I was interested to read that industry predictions about rogue WiFi access points appearing at airports has come to fruition, with a news report about a number of fake access points appearing in the US.
According to US newswire reports, fake WiFi access points have been logged at US airports in Los Angeles and Atlanta, New York's LaGuardia and Chicago's O'Hare.
In Chicago, a survey found as many as 20 different networks advertising free wireless at once, according to the Better Business Bureau in Natick.
Logan International Airport, however, so far appears to have escaped he rogue networks, said a spokesperson for the airport.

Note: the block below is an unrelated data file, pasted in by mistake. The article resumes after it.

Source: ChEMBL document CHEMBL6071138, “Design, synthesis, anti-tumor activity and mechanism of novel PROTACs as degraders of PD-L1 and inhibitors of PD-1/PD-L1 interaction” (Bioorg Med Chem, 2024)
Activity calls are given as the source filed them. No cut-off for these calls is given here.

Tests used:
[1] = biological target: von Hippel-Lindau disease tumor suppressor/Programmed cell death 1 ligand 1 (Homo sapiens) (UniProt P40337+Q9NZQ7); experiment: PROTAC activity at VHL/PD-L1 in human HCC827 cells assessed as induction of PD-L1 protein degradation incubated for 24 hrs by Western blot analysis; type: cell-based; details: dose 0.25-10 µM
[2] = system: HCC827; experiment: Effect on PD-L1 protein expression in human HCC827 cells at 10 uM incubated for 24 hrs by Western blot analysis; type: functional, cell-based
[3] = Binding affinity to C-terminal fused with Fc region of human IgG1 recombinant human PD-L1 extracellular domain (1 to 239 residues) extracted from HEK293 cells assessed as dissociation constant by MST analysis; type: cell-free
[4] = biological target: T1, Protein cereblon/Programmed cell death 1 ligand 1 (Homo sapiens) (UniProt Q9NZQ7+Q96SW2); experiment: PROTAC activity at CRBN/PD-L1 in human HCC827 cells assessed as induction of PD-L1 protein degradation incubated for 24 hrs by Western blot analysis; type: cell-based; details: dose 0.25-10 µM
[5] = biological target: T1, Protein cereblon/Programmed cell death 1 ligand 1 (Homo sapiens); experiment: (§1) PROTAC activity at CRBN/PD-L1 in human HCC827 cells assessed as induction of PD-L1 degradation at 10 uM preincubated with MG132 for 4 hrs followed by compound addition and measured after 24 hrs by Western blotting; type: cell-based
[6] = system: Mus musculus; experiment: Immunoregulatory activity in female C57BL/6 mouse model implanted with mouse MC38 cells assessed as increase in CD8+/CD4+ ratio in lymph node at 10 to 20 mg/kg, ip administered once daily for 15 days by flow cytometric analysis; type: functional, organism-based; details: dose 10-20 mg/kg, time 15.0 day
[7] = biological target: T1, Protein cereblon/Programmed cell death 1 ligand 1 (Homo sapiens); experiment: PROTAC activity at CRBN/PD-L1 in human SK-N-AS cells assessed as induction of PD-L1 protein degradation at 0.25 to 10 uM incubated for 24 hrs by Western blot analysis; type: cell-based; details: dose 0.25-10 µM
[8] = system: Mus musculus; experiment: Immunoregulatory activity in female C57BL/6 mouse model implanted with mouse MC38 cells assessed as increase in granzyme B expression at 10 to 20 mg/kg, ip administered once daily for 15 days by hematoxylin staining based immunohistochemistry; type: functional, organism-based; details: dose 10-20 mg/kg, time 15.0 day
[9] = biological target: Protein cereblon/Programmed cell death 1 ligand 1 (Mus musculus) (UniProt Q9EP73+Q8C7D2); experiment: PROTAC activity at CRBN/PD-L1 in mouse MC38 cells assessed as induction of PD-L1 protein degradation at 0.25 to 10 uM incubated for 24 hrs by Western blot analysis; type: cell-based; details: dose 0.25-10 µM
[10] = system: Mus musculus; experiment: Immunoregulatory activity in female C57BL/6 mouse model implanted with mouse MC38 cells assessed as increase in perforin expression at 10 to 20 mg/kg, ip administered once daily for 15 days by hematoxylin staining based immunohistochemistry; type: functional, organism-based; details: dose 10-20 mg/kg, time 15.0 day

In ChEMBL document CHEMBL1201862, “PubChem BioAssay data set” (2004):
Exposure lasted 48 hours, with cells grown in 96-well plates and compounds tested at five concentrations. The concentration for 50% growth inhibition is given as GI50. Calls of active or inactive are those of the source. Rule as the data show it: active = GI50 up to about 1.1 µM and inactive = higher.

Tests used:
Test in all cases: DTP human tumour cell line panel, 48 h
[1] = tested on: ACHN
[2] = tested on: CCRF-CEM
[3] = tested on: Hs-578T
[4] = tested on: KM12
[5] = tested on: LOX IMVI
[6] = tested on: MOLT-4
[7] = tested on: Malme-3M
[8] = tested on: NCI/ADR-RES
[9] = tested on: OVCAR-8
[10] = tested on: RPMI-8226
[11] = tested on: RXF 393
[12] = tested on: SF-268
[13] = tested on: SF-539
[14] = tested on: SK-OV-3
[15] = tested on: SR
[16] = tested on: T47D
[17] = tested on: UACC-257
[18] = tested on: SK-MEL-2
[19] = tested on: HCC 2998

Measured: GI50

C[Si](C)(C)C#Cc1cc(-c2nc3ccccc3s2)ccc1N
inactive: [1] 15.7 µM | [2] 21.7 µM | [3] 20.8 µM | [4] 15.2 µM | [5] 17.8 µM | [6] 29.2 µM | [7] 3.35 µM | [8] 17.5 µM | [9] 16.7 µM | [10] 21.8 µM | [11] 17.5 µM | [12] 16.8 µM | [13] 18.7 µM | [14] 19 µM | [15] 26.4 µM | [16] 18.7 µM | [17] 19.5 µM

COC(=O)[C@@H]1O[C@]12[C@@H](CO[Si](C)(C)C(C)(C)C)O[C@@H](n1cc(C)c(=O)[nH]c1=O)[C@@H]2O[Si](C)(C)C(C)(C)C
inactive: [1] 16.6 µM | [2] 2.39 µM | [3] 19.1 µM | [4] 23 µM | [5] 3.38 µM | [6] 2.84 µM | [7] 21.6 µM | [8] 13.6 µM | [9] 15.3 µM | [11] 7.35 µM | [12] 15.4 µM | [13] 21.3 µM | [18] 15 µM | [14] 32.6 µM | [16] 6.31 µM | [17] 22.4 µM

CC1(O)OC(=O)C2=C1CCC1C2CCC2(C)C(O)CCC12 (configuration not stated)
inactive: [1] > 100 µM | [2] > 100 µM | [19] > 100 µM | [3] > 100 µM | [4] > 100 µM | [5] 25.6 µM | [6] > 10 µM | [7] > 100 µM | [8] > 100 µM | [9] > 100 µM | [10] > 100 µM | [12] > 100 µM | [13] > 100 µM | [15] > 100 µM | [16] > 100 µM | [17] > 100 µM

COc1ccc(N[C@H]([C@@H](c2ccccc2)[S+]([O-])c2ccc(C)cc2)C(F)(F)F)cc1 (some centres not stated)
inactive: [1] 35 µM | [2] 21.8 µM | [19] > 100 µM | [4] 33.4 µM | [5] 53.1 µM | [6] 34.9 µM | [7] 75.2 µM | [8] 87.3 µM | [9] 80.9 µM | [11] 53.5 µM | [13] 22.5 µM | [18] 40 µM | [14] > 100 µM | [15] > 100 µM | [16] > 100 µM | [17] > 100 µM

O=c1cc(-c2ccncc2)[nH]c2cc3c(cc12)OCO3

"We do monitor the entire system, and we have found no problem that we're aware of," he told the Associated Press newswire.
The problem is caused because of the ad-hoc network facility on most WiFi cards and enabled laptops.
This allows peer-to-peer WiFi interworking, by-passing the need for a full access point to be simulated by hackers thirsty for your IDs and passwords.
The problem I've noticed is that, faced with an opportunity to save money, WiFi users seem to cast IT security worries to the wind.
At a T-Mobile hotspot in London recently, I noticed several peeps using a nearby freebie with great glee, rather than paying a few bob for legitimate access.
The freebie access was supposedly via a company access point, but there were no login details requested, so I opted to pass and use my package WiFi deal on T-Mobile instead...